Combat exposure/War: There are high levels of PTSD and other trauma related mental health problems in populations that have survived war situations. This risk is there for both soldiers and civilians.

Natural disasters: Hurricanes, floods, earthquakes and other natural disasters can result in psychological distress. Loss of loved ones, property and homes as well as displacement can cause much grief and challenges adjusting long after the relief efforts have stopped.

Child neglect, physical and emotional abuse: apart from child sexual abuse, physical and emotional abuse including severe neglect can result in trauma related mental health problems in childhood and even into adulthood. Rejection and abandonment can severely affect a child’s physical and emotional wellbeing.

Imprisonment: the social upheaval that comes with imprisonment and on release from imprisonment can have a negative impact on mental health.

Sudden unexpected death of a loved one: traumatic or sudden, unexpected death of a loved one can trigger grief that is complicated by trauma. The impact of deaths that occurred due to Covid-19 is still being seen in some of us who lost loved ones during the pandemic.

Less severe situations that can also cause milder forms of trauma related mental health challenges include:

  • Relationship/marriage termination
  • Financial difficulties
  • Getting married
  • Becoming a parent
  • Failing examinations/assessments
  • Death of a close family member
  • Changes in work/school environment (starting a job/losing, a job/starting at a new school/changing schools)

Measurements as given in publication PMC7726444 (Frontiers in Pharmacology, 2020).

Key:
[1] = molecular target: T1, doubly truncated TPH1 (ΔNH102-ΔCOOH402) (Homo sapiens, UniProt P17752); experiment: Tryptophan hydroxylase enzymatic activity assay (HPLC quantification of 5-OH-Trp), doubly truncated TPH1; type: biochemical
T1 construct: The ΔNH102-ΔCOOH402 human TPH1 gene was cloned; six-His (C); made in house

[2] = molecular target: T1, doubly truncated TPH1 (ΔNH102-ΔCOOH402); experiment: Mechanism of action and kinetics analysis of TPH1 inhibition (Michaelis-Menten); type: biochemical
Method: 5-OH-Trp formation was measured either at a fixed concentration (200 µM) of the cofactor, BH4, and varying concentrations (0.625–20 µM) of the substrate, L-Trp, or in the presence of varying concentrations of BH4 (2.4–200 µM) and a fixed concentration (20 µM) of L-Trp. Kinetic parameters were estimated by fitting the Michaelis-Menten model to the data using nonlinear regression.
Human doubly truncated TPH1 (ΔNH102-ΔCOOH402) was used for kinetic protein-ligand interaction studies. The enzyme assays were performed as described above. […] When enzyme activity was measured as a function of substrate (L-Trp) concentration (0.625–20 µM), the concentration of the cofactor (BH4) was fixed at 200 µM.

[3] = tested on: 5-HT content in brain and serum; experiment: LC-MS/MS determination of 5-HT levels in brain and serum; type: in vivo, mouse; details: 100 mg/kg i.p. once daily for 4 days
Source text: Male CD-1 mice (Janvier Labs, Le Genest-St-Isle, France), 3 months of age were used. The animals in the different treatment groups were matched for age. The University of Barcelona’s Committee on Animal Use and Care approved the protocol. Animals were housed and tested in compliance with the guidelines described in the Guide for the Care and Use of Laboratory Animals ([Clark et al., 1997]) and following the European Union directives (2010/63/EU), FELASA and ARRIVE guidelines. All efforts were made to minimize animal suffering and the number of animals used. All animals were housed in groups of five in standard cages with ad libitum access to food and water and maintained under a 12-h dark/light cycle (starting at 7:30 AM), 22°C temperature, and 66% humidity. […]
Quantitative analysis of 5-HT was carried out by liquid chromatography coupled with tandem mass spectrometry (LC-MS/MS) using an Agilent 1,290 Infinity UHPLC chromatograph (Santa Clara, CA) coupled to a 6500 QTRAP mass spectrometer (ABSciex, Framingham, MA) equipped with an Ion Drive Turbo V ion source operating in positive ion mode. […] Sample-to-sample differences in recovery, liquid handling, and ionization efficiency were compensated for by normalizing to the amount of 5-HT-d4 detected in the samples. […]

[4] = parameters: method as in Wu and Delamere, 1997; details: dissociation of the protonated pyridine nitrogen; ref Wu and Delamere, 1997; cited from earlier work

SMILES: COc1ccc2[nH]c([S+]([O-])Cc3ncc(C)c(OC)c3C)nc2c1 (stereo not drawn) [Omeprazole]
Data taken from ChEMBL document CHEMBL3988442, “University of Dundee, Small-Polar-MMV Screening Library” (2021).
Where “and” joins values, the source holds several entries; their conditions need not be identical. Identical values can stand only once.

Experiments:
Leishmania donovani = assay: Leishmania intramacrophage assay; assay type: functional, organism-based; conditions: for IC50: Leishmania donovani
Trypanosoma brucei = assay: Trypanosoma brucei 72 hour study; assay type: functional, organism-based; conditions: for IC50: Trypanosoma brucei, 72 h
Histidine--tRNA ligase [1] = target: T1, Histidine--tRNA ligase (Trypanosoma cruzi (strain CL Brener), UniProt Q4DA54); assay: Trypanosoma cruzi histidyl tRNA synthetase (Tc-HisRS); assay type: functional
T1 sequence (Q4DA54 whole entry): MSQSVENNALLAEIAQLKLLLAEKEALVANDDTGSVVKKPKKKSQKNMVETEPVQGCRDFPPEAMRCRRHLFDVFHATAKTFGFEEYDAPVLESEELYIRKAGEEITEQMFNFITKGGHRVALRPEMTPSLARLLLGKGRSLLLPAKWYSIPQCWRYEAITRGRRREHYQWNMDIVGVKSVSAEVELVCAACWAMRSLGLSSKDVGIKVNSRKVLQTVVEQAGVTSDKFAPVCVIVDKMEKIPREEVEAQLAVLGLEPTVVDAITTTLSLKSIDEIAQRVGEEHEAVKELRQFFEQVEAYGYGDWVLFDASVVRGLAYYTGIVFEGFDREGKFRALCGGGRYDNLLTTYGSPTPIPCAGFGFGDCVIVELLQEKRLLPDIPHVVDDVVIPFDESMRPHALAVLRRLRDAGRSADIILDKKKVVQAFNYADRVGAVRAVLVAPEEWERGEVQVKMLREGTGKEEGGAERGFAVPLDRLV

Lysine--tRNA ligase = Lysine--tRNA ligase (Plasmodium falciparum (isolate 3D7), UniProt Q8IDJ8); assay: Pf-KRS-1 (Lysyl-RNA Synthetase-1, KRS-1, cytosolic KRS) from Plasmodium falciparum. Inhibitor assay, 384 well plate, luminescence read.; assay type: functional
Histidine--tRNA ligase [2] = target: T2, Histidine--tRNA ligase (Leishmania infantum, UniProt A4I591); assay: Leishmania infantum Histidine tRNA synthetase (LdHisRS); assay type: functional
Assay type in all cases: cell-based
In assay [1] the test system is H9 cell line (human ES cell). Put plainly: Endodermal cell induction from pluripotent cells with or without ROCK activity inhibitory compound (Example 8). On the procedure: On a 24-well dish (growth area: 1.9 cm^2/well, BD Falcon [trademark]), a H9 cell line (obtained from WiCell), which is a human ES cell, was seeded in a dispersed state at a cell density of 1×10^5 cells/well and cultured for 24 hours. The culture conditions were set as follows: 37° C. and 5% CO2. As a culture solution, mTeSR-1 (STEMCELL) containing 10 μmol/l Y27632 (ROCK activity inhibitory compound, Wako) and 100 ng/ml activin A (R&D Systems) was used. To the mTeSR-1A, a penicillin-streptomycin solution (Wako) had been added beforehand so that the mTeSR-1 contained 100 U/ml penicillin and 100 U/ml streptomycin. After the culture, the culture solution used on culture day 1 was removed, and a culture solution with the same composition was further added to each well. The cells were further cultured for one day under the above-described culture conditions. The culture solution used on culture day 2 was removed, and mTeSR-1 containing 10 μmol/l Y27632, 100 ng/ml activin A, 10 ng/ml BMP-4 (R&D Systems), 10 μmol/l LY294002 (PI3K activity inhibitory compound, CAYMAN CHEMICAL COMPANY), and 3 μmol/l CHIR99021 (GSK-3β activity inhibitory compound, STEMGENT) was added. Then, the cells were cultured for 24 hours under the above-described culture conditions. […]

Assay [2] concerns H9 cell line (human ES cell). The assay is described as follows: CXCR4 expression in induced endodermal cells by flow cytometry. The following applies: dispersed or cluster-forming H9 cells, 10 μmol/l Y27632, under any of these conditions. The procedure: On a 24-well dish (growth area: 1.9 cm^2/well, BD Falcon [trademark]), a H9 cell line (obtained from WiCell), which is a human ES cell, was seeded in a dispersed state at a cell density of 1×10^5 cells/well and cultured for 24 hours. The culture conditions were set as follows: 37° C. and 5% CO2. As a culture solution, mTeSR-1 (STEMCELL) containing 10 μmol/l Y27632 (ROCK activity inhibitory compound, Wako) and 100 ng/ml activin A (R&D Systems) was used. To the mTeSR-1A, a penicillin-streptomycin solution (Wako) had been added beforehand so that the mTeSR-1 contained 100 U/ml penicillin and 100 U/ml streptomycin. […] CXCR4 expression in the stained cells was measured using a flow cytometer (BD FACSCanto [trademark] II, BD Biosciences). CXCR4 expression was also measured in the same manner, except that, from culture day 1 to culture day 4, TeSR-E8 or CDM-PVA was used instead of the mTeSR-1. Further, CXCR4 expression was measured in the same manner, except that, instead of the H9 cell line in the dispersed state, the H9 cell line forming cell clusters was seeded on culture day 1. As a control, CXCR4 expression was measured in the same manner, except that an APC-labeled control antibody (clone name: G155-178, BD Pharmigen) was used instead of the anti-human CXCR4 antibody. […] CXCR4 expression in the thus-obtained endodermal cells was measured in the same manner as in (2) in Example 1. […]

Types of trauma related mental health problems

Trauma related mental health problems range from milder problems like stress and adjustment disorder to more severe challenges like acute stress disorder and PTSD.

Adjustment disorder: this is a maladaptive response to a stressful event. This can result in sadness, tearfulness, hopelessness, excessive worry and nervousness and in some cases suicidal thoughts. Physically one may struggle to sleep and may experience fatigue and muscle pain.

Acute stress disorder: this is an initial reaction to a severe, life threatening traumatic event and occurs within the first month of the trauma. It is characterised by five types of experiences including re-experiencing of the trauma (through flashbacks and nightmares); avoiding anything that would remind you of the traumatic event; feeling numb and emotionally detached and even struggling to recall certain aspects of the trauma; feeling irritable, jittery and getting easily startled; struggling to experience any positive emotion.